Gods, Giants and Carbon Emissions

14.07.2011 Once upon a time, in the Ancient Land of the Vikings, there lived two great Gods, Thor and Loki, who loved and hated each other so very (very) much; and (in the land of the Vikings) they were known as: the “Blood Brothers.” Thor wasn’t a particularly striking fellow, but he had a mighty strong physique with red-hair and redbeard. But he has a tendency to act first then think later; a flaw, which has often landed him in hot (hot) water. He was known as the God of Thunder, and with his mighty hammer, Miolnir the Mullicrusher, he caused havoc across the skies of Midgard in his chariot (drawn by two giant goats) with loud thunder claps and lightning bolts whenever he was “battling the giants and hunting the trolls.” Loki, on the other hand, wasn’t as scary as Thor. He was sweet and enduring and was known for his great (great) charm, wits and his good looks. But to Nordic people, they called him, the Great Pretender: the mischief-maker, the shit-stirrer; a flaw, which often lands him in hot (hot) waters too, but he (somehow) manages to find his way out of it. Even though they are not related by birth; the two were inseparable and together, Loki and Thor, would travel across the Land (of the Vikings) to find themselves in all kinds of interesting “situations.” Tales of their adventures would spread across the Land and were even told to many (many) children over countless generations as “folklores” - they are even a comic series and films about them :) One of their ever-popular fables about these rowing Blood Brothers spoke of a time when Loki and Thor were arguing about whether or not, strength is more beneficial than strategic thinking. Neither could agree on either one, and so to settle the dispute once and for all, they travelled the long and cumbersome journey to the Land of the Giants - with an unaccompanied farmer’s boy after he took a second serving of Thor’s delicious “god-made” goat roast when they stayed a night at his father’s farm to seek their counsel. In a bid to shut the both up, the Chief Giant summoned each of them to a super challenge: that’s right, like a God vs Giant one. There were three rounds: Loki had to cook faster than a “Mega-Chef,” the farmer’s boy had to run faster than “the Biggest Giant,” and Thor (who really wanted to do the marathon but thought it was only fair to let the kid ‘have a go’) was set with a drinking contest (but of the non-alcoholic beverages kind, of course) as well as a couple of endurance tests. Unfortunately, much to their dismay, not one of them won against Team Giants in each of the three challenges because, lo’ and behold, as it turned out they weren’t really Giants after all but figments of their “imaginations.” Unbeknownst to Team Gods, the Chief Giant was also known among his peers as the “Giant Who Tricks Gods When Force To Sort Out Their Problems” and decided to serve this name fittingly by placing before them “imaginary” Giants, made of elements of Fire, Air and Water respectively - but not Earth because it has a tendency to go “awire” when in the presence of the other elements – that not even Gods themselves (and obviously, an unaccompanied farm boy) could beat these natural phenomena willingly.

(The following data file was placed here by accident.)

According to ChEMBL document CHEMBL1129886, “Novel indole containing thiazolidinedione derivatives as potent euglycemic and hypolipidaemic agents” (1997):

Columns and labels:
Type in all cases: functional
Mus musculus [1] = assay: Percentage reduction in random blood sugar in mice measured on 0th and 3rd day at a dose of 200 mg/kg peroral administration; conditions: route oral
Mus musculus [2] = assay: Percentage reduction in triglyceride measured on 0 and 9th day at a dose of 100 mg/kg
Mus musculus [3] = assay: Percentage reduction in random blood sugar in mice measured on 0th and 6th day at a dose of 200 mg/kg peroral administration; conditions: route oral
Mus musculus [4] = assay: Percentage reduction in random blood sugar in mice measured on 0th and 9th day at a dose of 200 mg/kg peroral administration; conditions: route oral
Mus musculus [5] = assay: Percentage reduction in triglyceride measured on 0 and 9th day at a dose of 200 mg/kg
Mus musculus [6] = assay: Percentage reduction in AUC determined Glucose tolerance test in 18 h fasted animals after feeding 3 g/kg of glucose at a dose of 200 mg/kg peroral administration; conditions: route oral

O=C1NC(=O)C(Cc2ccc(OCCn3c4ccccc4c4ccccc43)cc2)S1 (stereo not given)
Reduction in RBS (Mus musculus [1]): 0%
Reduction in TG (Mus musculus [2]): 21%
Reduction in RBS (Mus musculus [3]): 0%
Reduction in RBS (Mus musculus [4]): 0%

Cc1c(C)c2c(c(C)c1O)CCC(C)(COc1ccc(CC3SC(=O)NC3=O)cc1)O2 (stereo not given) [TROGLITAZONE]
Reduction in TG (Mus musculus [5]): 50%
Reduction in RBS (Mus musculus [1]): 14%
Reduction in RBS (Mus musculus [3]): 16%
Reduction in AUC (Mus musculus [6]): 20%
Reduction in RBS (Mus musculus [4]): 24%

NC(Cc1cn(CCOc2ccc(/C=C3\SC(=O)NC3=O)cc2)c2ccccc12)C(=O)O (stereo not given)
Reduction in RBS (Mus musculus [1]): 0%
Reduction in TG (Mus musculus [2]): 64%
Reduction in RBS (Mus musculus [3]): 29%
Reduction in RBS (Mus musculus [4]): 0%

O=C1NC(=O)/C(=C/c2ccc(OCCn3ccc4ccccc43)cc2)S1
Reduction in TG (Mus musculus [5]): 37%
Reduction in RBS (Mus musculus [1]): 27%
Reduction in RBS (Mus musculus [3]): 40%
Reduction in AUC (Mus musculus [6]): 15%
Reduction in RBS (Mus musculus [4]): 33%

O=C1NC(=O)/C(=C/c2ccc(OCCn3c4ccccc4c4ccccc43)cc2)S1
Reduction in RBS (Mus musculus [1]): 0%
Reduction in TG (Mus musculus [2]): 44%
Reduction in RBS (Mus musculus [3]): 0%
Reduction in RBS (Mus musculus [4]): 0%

Feeling somewhat hopeless and deflated, the three of them packed up their trailer to set off on the long and treacherous journey back home (where the other Vikings anticipate earnestly for the right answer). But just before they leave the Land of the Giant, the Chief Giant felt bad about what he had done, so he goes after them to confess about his tricks. Upon hearing the Giant’s confession, Thor faced turn bright red, and he lifted his hammer to strike the Chief Giant, but the Chief made his escape by vanishing into thin air before his very eyes (a real David Copperfield, but only bigger). Thor, still enrage, ran back to the City (the CBD of LoG) with the intent to do some serious damage, but where the city had stood was nothing but a flushing broad meadows. In the end, neither of them knew if strategic thinking nor strength is more beneficial than the other, and continued to argue about it to this very day. But to the Giants (who had both), they believed that neither of them serve a better purpose without the other ;)

Sally D’Souza is a social commentator on issues relating to politics, arts and culture. For the record: She was the culturally and linguistic diverse (CALD) representative on the ACT Ministerial Council for Women and ACT Domestic Violence Preventative Council. Former President of the Multicultural Women’s Advocacy and the ACT representative of the National Immigrant and Refugee Women Association. She holds a Masters in Creative Writing from Canberra University, a Graduate Diploma of Community Cultural Development and a Bachelor of Arts in Philosophy and (Comparative) Religious Studies. She is also known (mainly among her fabulous friends) as the “Twitter Girl” for her witty remarks about current political, cultural and social issues.

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